• According to locals, the origin story of a NSW island named after a coal miner should be better known, as the community weighs in on a potential name change. (NITV News)Source: NITV News
Swansea locals hope the NSW township can rise above toxic debate, as the community reconciles the history of 'C**n Island'.
Shahni Wellington

The Point
23 Mar 2021 - 8:03 AM  UPDATED 23 Mar 2021 - 9:25 AM

A truth-telling movement has rippled through a small coastal community in New South Wales, where there's a push for the "shameful" origin story of a local island to be better known. 

In Swansea, a New South Wales township 30kms south of Newcastle, there is a local nature reserve named C**n Island, part of C**n Island Point. 

Traditional Owners, the Awabakal people, called Swansea 'Galgabba,' which means a place to rest, but for the local Aboriginal community, many have grown tired of the commonplace racist and derogatory term.

"You wouldn't use that word to an Aboriginal person, you wouldn't say that to their face," Kentan Proctor from the Bahtabah Local Aboriginal Council told NITV's The Point.

"So why can we have a placed named after it?"

The Lake Macquarie City Council has passed a motion to look at re-naming the island, with community consultations to begin soon. 

The island was originally named after Herbert Heaney, the first permanent resident.

Heaney was a miner who would come home covered with coal dust and was referred to as ‘c**n’ because of his blackface.

For Mr Proctor, who grew up in the area, dropping the term would mean a lot - especially to the older members of his family. 

"I know that it hurts, I know that it hurts them so... it hurts me really.

"I guess the best descriptive word is almost 'yuck' - That's how it makes you feel on the inside," he said.

Truth-telling backlash

The push to better understand the origins of the island name has become a topic of division.

Recent media coverage has given a platform for racist commentary, with many online posts going un-filtered and un-moderated.

Those on the frontline of the re-naming campaign, including staff at the Bahtabah Local Aboriginal Land Council, said they have become the targets for a barrage of online abuse. 

"Everyone's entitled to their own opinion but you know it brings up prolific racism in the community, and it's quite hurting and harsh that people can attack us, even attack me, for something that they don't really know much about," Kentan Proctor said. 

"We’re always here if people want to come and have a chat, we can educate each other, so I don't understand why we have to attack each other."

As part of the process going forward, Kentan has proposed finding a new name that respects both the traditional owners connection to the place, as well as Mr Heaney's legacy. 

He hopes for a name that will not isolate the Aboriginal community and allow the town to heal the pains of the past.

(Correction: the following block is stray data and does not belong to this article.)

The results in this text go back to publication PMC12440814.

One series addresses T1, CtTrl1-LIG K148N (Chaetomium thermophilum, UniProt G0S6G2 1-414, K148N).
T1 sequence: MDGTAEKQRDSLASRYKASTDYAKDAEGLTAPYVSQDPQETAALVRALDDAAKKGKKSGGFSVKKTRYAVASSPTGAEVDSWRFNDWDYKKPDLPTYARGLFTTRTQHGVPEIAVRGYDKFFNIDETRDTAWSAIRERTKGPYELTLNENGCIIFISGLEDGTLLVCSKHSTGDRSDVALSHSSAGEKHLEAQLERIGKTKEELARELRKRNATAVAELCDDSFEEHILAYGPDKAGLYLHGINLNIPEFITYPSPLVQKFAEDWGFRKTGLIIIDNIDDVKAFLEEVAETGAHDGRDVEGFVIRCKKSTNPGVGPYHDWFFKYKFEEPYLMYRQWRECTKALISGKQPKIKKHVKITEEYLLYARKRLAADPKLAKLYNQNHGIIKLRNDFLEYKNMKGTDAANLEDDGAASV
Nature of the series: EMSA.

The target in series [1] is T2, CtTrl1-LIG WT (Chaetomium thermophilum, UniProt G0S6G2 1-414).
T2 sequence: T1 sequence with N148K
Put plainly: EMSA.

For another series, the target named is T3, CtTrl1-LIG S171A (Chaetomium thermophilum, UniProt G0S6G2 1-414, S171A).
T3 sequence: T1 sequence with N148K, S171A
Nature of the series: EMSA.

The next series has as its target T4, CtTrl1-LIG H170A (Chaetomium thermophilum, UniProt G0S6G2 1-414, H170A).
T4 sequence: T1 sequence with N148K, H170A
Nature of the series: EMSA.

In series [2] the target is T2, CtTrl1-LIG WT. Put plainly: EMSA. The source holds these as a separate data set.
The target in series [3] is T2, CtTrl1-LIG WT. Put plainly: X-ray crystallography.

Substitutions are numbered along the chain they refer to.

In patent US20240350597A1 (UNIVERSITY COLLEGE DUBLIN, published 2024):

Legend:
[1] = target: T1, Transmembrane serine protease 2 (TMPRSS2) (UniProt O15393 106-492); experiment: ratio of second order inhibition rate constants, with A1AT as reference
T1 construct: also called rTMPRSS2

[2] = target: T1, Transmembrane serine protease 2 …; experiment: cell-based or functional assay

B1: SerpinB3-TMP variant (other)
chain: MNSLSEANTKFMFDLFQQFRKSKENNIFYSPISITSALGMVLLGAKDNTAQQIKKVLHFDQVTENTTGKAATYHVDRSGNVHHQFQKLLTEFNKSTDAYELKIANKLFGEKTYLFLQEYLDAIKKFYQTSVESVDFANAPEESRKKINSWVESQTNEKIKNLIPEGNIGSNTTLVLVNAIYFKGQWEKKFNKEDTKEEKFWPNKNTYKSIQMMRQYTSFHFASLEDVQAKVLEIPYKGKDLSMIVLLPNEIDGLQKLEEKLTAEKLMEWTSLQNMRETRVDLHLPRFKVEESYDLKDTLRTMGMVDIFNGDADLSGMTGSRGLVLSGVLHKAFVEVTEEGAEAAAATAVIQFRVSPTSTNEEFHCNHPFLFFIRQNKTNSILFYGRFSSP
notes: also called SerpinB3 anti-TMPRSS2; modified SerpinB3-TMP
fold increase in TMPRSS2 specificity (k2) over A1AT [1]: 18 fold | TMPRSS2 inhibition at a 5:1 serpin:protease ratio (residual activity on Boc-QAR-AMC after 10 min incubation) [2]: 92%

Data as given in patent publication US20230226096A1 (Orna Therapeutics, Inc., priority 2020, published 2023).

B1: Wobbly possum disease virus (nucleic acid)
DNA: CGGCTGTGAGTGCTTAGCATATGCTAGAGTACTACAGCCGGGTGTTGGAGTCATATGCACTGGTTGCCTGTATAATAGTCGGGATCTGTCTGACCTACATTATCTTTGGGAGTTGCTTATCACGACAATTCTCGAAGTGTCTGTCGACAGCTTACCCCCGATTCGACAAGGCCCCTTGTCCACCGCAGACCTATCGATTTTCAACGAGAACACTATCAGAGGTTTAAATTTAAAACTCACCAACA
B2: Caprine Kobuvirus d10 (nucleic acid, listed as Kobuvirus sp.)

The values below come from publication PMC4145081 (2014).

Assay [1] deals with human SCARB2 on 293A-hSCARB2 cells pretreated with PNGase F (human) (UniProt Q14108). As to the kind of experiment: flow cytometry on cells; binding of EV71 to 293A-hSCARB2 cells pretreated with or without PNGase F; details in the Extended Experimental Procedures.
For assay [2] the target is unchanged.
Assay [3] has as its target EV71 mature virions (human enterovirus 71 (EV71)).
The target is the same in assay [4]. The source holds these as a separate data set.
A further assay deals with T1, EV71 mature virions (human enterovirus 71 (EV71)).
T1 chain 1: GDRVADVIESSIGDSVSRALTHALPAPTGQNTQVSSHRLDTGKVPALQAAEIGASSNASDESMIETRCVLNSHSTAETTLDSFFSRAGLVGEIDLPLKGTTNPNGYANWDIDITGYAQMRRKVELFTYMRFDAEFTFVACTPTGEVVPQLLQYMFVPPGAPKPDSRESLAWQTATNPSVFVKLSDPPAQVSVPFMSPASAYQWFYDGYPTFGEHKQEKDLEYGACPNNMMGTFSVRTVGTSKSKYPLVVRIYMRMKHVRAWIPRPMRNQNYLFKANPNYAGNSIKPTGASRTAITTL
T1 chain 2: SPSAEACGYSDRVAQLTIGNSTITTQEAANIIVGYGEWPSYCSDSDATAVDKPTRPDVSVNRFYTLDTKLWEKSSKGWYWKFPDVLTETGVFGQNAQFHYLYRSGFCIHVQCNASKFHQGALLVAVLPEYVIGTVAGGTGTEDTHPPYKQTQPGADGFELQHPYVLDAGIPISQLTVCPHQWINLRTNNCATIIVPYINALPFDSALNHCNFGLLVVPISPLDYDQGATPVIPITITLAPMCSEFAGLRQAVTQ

Two histories and a way forward

What stands on the island today is a nature reserve surrounded by water views, including a bird-watching platform praised by local tourism websites.

Prior to this, the area was home to a small village of people.

Residents lived in about 70 houses on the island between 1915 and the 1990’s, with the last evacuated in 1994.

Opposition to the proposed name-change include the next generations of those residents. 

As the former president of the Island's Management board, Kamilaroi man, Keith Graham, spent years looking after site and cleaning up the demolished dwellings. 

Mr Graham told NITV News that he and others in Swansea have a long-standing connection to the place.

"They don’t want the name changed because a lot of them, if they weren't born here, their parents lived here and this was their community - So they don’t want it changed but I know, nowadays, a lot of people found it very objectionable," he said.

He thinks it’s about finding a way forward without sacrificing their story.

"We would want a name that people could still relate to the area, because this is the heritage, this is where the whole township was, this is where they all grew up," Mr Graham said

"So one of the things that people have been talking about, is if the name has to be changed, they want to change it to 'Heaney.'"

Council confidence

Last month, Lake Macquarie Council voted to commence a consultation process to investigate alternate names.

With a national conversation allowing the public to weigh in, Councillor Keith Baker, who filed the motion, is still confident the community will support it.

"One of the big things I found when I am speaking to people is that they say 'oh, wasn't this named after Mr Coon? Isn't this just c**n cheese all over again? Yeah, what about Coonabarabran? What about Coonamble?'

"But when you actually go through it and say to people, 'This is totally different - This isn't named after Mr. Coon, this is a genuine racist name,'" he told NITV News.

If the push to re-name the Island is successful, it’s hoped the momentum will extend to a conversation about other places in the area, including the origins of Black Ned's Bay and Black Ned's Point.

For now, Councillor Baker, has proposed a dual-name, including the local Awabakal language.

Alternative names for the island will be produced following the community consultation, before being presented to the Geographical Names Board of New South Wales.

Offensive cheese brand remains on shelves months after company pledges to help ‘eliminate racism'
​After previously resisting calls to rename its product, parent company Saputo continues to sell its offensive 'C*** cheese' to the dismay of anti-racism advocates.